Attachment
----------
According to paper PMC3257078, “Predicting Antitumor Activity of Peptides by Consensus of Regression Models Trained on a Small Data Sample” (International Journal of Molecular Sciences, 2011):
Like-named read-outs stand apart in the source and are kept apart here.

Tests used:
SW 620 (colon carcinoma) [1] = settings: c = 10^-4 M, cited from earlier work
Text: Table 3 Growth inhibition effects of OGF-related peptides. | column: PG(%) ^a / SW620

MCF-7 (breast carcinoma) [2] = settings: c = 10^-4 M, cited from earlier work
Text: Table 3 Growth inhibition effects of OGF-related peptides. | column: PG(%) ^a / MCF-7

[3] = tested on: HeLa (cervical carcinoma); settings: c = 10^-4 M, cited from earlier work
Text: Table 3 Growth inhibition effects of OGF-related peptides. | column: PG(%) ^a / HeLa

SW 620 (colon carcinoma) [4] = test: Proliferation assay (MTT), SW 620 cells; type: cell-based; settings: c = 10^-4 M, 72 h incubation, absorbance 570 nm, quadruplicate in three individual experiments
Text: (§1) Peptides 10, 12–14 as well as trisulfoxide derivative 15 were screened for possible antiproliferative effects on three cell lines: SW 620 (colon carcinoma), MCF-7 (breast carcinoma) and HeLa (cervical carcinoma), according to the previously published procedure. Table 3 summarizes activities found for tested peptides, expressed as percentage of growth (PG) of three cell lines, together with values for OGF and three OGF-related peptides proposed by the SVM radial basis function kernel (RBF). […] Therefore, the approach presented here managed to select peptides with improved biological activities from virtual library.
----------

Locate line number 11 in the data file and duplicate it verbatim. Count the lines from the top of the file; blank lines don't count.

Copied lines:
Text: (§1) Peptides 10, 12–14 as well as trisulfoxide derivative 15 were screened for possible antiproliferative effects on three cell lines: SW 620 (colon carcinoma), MCF-7 (breast carcinoma) and HeLa (cervical carcinoma), according to the previously published procedure. Table 3 summarizes activities found for tested peptides, expressed as percentage of growth (PG) of three cell lines, together with values for OGF and three OGF-related peptides proposed by the SVM radial basis function kernel (RBF). […] Therefore, the approach presented here managed to select peptides with improved biological activities from virtual library.